I have really enjoyed reading your advice, I wish that I had found this site earlier. Perhaps something that I read could have prevented the loss of the stud colt that my parents' mare just had. He was a rather large colt and he was born in the middle of the night on a Friday. This was the first colt that my parents have had from this mare and only the second time they have owned a mare that was to foal. The colt acted fine Saturday and Sunday appeared to be eating well, was very friendly and my three daughters were in heaven. However, Monday morning they found him laying in the pasture and he was unable to get up. They called the vet but since it was a holiday it would be sometime before the vet would be able to come out. By the time the vet called it was too late and the colt was dead. We are at a loss as to what could have happened. The vet told us that there had been several colts lost this year. Since the colt was already gone he did not come out, and so then was unable to tell us why the colt was lost. Can you please shed any light on this situation for us? We can't help but wonder if there was something else that we could have done to prevent this tragedy. Anything that you can tell us might help us understand. I do not know if they will plan on breeding her again, I think that my parents are still too upset with this loss, but if they should decide to breed her again I want to be as well prepared as possible to prevent another loss.
I'm so very sorry to hear about the loss of the colt. Of course, it's impossible for me to say what happened, but the timing is about right for failure of passive transfer. That means that either the mare didn't have good colostrum or the foal didn't absorb it properly. Did the mare drip or stream milk for a while before she foaled? If so, she may have lost all her colostrum. That leaves the foal without any antibody protection from anything, even bacteria that are normally found in the environment. There could be an entirely different reason for the colt's untimely death, but that's the first one that comes to mind and is the most likely.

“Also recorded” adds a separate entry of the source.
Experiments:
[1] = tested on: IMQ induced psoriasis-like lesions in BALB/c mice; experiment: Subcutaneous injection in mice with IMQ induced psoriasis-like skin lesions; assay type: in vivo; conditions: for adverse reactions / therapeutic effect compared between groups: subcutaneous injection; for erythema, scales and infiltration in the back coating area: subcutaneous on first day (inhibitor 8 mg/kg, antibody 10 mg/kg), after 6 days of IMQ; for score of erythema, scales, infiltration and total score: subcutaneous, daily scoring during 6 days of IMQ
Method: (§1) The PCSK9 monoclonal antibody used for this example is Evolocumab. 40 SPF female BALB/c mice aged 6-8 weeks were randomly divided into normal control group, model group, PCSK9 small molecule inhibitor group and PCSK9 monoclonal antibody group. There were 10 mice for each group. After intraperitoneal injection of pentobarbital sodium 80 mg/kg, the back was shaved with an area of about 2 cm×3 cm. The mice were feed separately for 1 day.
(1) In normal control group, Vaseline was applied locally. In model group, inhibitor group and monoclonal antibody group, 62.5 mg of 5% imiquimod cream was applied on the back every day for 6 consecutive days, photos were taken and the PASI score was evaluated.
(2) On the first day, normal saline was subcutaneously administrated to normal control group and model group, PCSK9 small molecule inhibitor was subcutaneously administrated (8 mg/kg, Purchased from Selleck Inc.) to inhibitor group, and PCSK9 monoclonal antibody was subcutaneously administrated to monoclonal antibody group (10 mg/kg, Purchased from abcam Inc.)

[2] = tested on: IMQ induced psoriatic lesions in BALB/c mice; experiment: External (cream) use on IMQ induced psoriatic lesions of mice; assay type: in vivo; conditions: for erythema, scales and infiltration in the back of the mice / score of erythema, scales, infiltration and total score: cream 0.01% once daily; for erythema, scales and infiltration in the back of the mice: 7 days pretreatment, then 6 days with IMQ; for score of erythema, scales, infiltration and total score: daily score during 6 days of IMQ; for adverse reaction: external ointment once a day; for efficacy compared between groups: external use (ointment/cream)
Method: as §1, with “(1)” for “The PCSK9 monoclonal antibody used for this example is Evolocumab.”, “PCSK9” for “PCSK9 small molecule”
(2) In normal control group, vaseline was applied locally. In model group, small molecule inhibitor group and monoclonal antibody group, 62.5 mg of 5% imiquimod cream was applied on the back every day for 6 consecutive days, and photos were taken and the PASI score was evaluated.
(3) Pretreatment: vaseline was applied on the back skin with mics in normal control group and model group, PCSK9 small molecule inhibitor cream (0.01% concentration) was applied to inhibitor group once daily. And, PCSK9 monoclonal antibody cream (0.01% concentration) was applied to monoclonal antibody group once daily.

Again, I'm so very sorry!
Submitted by Linda in New Zealand on June 3, 2000:
I have miniature horses, so far I have had one normal delivery, but am now concerned as I have two maiden mares foaling in a few months time. I have a foaling alarm on my mares so that I can be there at birth but would like to know your opinion on a couple of matters. Firstly if a mare shows signs of having problems say with the foal being presented wrongly how much time would you have for the vet to arrive and still have a healthy foal born, should you attempt to assist the mare yourself even when you would only be guessing as to what you were doing? Secondly I know that a lot of miniature horses are born dead after simply suffocating in the sac, should the sac be normally broken before the foal hits the ground or does the mare normally break it open? With my first foal the sac was intact still on the foal being delivered so I broke it to be on the safe side, I couldn't believe how tough it was!
If there is a delivery problem, how long you have for the vet to get there depends on what the problem is and other factors. In some cases, you may only have a few minutes, in other cases, you may have up to an hour. If you are faced with a delivery problem, get the vet on the way, then do whatever you can to help rectify the situation. You can even describe the problem to the vet and get his/her input on what to do. With most malpresentation problems, you can visualize what you're feeling, then figure out how to straighten it out. As long as you act carefully and thoughtfully, there is little chance that you will do harm. And you may well save a foal's life and save the mare a lot of trauma. In the case of a red bag delivery, you have no time to call the vet. You must act immediately, opening the placenta and getting the foal delivered as quickly as safety will allow. The mare does not break the amniotic membrane. Usually it breaks as the foal struggles or as the membrane tightens around the foal's front feet in the later stage of delivery. However, as soon as the foal's head has been delivered, I usually go ahead and break the membrane. That way if the foal breathes early, it will breathe air, not fluid. You can't hurt anything by opening the membrane at that point. And yes, tough amniotic membranes can be a problem with miniatures. Good thing you were there for the first one!
Hope this helps, and good luck with your mares. Please let us know how they (and you) do!